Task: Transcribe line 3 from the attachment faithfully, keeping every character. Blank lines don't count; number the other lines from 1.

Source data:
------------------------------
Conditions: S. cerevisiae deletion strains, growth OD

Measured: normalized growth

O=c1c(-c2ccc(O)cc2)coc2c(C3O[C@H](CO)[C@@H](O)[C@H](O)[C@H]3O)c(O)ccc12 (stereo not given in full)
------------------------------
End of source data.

O=c1c(-c2ccc(O)cc2)coc2c(C3O[C@H](CO)[C@@H](O)[C@H](O)[C@H]3O)c(O)ccc12 (stereo not given in full)